The trans-Pacific group sets teeth on edge again

Posted to Martin Rushmere (by Martin Rushmere) on August 30, 2012

Hackles are rising over the 15-member “discussion” group, the Transpacific Stabilization Agreement, and its “discussion” that has led to an “adjustment” (when any authority speaks of an “adjustment”, you can be darn sure the price is going up) of the bunker charge of $17 per FEU to the West Coast…

Job Shadowing: its Suitability as a Training and Familiarization Technique

Posted to Maritime Training Issues with Murray Goldberg (by Murray Goldberg) on October 19, 2011

Blog Notifications: For the latest maritime training articles, visit our company blog here. You can receive notifications of new articles on our company blog by following the blog.Share this blog post.Follow me on Twitter.Job Shadowing: its…

Yangtze shipping left high and dry

Posted to Far East Maritime (by Greg Knowler) on January 25, 2012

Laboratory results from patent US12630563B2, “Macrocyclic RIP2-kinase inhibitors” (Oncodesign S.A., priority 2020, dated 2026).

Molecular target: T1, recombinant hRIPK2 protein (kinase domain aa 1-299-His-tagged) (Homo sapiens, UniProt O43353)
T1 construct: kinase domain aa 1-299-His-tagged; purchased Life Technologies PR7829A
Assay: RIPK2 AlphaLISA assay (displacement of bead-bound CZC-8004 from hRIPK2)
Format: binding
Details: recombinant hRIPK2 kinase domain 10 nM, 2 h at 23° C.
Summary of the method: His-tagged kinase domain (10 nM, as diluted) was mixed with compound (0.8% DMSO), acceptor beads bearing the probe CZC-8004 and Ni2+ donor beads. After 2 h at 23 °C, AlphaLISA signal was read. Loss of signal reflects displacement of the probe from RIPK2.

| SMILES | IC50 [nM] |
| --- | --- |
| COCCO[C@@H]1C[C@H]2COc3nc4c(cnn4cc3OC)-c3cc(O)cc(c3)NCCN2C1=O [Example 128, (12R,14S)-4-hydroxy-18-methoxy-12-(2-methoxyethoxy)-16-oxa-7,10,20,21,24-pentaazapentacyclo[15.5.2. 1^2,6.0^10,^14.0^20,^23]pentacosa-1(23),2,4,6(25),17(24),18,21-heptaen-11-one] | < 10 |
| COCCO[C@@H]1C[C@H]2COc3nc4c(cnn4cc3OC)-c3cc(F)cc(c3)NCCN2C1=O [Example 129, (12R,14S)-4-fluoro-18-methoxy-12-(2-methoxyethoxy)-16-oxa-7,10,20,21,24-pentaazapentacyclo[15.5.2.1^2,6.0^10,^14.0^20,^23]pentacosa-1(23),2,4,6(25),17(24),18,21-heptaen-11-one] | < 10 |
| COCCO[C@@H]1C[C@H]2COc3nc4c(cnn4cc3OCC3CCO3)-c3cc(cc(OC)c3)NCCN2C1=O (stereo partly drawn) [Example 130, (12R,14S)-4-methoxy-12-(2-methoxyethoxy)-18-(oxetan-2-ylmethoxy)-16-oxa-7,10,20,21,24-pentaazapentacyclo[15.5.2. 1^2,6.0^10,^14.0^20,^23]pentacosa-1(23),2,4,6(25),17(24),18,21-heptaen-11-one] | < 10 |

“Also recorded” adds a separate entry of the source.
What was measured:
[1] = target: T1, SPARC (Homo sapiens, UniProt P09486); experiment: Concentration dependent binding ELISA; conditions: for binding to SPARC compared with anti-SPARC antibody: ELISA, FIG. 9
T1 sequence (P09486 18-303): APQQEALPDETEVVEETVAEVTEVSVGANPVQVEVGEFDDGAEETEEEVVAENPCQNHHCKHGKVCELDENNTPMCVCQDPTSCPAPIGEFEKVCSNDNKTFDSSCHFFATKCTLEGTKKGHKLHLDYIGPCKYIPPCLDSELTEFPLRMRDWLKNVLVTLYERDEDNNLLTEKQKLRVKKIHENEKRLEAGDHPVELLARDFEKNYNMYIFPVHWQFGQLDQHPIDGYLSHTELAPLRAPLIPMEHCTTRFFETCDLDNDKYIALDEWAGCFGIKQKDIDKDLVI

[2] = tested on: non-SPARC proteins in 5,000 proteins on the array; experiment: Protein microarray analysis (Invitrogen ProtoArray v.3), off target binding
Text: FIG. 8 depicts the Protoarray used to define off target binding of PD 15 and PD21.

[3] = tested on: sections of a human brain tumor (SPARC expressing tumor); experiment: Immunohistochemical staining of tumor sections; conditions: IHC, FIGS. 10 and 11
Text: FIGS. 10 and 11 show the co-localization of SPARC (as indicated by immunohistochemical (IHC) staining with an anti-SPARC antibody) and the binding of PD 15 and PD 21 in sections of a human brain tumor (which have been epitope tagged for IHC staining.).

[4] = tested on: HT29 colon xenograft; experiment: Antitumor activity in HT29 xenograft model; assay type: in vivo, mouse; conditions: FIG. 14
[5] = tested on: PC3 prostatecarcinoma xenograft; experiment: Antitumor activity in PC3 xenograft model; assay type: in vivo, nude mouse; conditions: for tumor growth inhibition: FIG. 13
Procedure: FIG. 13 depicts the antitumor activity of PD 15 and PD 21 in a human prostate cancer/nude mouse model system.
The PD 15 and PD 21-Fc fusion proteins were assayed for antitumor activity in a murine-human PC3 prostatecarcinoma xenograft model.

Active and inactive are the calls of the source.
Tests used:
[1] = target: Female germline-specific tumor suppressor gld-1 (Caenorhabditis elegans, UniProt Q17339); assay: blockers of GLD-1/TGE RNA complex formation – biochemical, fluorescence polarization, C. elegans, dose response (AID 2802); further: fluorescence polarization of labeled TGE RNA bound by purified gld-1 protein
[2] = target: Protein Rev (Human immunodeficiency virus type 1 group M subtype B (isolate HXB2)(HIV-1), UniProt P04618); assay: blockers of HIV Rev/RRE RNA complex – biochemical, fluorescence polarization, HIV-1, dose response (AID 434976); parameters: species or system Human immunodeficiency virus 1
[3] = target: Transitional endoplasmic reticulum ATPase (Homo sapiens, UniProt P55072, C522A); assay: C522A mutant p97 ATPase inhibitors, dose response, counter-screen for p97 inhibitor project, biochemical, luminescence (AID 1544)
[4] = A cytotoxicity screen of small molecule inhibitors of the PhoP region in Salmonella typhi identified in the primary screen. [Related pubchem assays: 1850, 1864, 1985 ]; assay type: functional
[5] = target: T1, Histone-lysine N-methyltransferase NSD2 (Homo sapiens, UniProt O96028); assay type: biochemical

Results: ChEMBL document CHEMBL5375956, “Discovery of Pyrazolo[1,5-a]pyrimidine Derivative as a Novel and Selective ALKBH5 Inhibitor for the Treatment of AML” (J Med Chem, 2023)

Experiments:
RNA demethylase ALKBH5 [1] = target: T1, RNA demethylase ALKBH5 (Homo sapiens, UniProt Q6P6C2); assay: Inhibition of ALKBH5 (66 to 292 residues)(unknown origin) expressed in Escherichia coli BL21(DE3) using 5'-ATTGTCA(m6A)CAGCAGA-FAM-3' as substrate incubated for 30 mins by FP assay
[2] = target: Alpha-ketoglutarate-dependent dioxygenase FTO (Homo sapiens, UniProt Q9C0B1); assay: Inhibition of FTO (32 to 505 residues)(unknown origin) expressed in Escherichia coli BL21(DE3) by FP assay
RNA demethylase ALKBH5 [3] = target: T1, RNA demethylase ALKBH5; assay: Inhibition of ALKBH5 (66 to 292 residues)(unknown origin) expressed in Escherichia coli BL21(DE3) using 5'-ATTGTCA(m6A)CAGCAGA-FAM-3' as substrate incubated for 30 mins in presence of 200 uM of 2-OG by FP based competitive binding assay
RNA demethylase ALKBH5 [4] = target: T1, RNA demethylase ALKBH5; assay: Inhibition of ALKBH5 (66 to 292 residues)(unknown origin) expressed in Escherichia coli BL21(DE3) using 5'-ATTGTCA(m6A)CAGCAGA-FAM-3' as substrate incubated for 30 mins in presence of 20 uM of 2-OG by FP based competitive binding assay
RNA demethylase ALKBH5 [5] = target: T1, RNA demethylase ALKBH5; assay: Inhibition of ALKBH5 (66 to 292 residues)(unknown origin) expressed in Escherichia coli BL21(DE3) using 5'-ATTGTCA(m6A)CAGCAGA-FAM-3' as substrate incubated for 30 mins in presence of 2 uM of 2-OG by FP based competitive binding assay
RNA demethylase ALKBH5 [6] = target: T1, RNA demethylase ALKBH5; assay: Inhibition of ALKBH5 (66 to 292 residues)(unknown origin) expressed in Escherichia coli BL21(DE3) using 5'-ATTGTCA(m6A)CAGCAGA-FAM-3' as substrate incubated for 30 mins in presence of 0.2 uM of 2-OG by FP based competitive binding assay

The Year of the Dragon begins now, represented in the Chinese zodiac by the Water Dragon. There is some irony in that, because the worst drought in 50 years has forced Chinese maritime authorities to close the Yangtze River above the port of Wuhan, more than 600 miles upriver from Shanghai.

Skuld takes the Indian offshore by storm

Posted to Skuld takes the Indian offshore by storm (by Joseph Fonseca) on November 23, 2011

Skuld has made a clean sweep of the Indian offshore opportunities by being the only player to provide innovative insurance and risk management solution. It is Skuld’s unique and exclusive offer covering contractual liabilities along with other…

China factories being pushed over the edge

Posted to Far East Maritime (by Greg Knowler) on November 8, 2011

We asked the question last week that retailers in the US and Europe must surely be ready to put in last minute orders to restock their inventories before the Christmas buying season starts in earnest. Yesterday we received the answer, from the US, at least.